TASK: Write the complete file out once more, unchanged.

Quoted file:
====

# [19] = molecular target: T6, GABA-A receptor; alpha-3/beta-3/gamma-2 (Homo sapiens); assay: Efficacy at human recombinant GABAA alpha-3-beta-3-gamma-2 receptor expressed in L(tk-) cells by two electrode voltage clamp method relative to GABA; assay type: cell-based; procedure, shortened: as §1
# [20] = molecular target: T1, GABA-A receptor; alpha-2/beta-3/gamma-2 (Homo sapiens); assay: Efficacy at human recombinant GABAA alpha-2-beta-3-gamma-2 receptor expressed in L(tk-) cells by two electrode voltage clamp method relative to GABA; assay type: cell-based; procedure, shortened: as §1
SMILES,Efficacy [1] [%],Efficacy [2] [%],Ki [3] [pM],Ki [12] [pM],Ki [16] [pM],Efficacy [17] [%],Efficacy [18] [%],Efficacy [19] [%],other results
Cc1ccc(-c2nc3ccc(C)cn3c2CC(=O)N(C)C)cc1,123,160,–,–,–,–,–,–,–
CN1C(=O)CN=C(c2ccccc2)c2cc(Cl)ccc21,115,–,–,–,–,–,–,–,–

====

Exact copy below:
# [19] = molecular target: T6, GABA-A receptor; alpha-3/beta-3/gamma-2 (Homo sapiens); assay: Efficacy at human recombinant GABAA alpha-3-beta-3-gamma-2 receptor expressed in L(tk-) cells by two electrode voltage clamp method relative to GABA; assay type: cell-based; procedure, shortened: as §1
# [20] = molecular target: T1, GABA-A receptor; alpha-2/beta-3/gamma-2 (Homo sapiens); assay: Efficacy at human recombinant GABAA alpha-2-beta-3-gamma-2 receptor expressed in L(tk-) cells by two electrode voltage clamp method relative to GABA; assay type: cell-based; procedure, shortened: as §1
SMILES,Efficacy [1] [%],Efficacy [2] [%],Ki [3] [pM],Ki [12] [pM],Ki [16] [pM],Efficacy [17] [%],Efficacy [18] [%],Efficacy [19] [%],other results
Cc1ccc(-c2nc3ccc(C)cn3c2CC(=O)N(C)C)cc1,123,160,–,–,–,–,–,–,–
CN1C(=O)CN=C(c2ccccc2)c2cc(Cl)ccc21,115,–,–,–,–,–,–,–,–